Surprize! Football is period, although our ancestors would probably have sneered at all the rules and regulations we've added to our game. Medieval football was called "Gameball", `game' being the Old English word for fight or battle. The rules were much simpler ... there weren't any! First team to get the ball into their opposing team's goal, wins.
The sides were seldom equal. Gameball was practice for battle and battle was frequently one-sided. In a friendly pickup game among knights on a campaign, the goals were probably only a few dozen yards apart. In regular games between neighboring villages (with everything the phrase `traditional rivals' implies) it was not unusual for the goals to be hundreds of yards or even one or two miles apart. Women as well as men played.
The ball was a pig's bladder, stuffed with dried peas and tightly sewn. Despite the care utilized in its construction, it often came apart in the middle of a game. A neutral person would throw the ball into the air as high as possible between the two teams and then run for dear life as the teams converged. There was no penalty for roughing the ref. The ball could be carried, kicked, passed or thrown, whatever got it closer to the goal.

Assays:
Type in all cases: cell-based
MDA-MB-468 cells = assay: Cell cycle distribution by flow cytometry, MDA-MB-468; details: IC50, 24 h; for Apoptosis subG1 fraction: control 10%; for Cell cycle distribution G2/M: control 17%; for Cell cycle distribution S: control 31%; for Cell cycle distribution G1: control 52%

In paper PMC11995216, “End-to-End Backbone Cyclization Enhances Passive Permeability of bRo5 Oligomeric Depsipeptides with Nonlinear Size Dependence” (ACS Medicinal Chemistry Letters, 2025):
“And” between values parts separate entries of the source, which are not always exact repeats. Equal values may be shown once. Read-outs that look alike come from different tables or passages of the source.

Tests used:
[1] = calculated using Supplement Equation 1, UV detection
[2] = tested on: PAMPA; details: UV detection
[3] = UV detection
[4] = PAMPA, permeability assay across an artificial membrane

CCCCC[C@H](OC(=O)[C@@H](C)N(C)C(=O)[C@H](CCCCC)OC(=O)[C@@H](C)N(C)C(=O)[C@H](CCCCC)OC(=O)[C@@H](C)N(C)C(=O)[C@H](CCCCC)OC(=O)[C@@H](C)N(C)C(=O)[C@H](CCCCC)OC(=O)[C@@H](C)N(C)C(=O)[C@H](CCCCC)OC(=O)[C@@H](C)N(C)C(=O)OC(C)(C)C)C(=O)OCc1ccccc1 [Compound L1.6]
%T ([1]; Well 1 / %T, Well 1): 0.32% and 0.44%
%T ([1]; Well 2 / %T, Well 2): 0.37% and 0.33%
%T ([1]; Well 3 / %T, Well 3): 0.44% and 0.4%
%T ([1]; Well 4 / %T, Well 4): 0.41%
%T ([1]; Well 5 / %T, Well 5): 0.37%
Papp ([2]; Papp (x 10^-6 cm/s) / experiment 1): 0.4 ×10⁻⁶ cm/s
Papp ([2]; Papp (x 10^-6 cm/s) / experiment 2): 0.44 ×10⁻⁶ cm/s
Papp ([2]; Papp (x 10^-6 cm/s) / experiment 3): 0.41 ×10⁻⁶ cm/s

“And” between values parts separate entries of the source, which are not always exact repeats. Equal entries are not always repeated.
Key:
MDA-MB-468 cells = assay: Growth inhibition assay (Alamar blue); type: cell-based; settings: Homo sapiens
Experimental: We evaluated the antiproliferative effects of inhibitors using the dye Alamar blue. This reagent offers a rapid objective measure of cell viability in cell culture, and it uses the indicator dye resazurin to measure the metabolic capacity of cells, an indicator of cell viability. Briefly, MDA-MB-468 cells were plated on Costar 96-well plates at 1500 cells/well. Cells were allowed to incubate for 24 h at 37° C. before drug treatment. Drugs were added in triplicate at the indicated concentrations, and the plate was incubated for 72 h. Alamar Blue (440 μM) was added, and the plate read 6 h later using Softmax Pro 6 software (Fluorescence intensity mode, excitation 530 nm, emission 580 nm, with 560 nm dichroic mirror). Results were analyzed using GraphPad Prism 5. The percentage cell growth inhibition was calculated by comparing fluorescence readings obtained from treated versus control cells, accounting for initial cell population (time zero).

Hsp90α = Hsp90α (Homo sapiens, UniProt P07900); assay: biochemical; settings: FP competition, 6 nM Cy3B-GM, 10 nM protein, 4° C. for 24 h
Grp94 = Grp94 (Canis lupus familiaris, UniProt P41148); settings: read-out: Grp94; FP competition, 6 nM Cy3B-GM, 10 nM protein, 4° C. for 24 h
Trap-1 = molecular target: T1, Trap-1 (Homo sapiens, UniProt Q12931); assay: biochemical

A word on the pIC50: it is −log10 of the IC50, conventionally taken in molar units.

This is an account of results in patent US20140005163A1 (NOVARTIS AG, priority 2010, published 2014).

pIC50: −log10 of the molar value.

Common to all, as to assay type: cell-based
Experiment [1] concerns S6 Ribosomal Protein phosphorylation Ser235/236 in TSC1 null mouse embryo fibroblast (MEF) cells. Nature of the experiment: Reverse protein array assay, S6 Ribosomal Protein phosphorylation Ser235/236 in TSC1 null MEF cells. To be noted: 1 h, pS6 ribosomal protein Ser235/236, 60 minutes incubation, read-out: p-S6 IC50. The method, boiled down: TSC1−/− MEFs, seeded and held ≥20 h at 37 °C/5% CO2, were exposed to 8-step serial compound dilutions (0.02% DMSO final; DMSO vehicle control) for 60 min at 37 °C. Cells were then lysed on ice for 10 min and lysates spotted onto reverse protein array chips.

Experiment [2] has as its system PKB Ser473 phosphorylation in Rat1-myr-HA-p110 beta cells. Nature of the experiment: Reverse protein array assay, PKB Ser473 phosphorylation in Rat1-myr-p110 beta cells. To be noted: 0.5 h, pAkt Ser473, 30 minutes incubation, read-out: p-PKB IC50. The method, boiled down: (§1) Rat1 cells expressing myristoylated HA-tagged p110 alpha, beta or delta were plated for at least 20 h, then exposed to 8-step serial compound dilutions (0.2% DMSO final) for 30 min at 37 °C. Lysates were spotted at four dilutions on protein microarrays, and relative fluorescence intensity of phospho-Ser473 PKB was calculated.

As you may have realized, the potential for for mayhem was enormous. Documented instances of crippling injuries, including several fatalities abound. A papal dispensation was issued in 1321 to a player who accidentally killed an opponent. The Lord Mayor of London, Nicholas Farndon, prohibited the game due to the number of injuries it caused. The law was ignored.
In the mid-fifteenth century, a variation called "Kicking Camp" developed. The ball could ONLY be kicked, not carried or thrown. This game later developed into European football, called Soccer. The game of American Football evolved from the original game of "Camp Ball" which continued to be played right up to the Renaissance.
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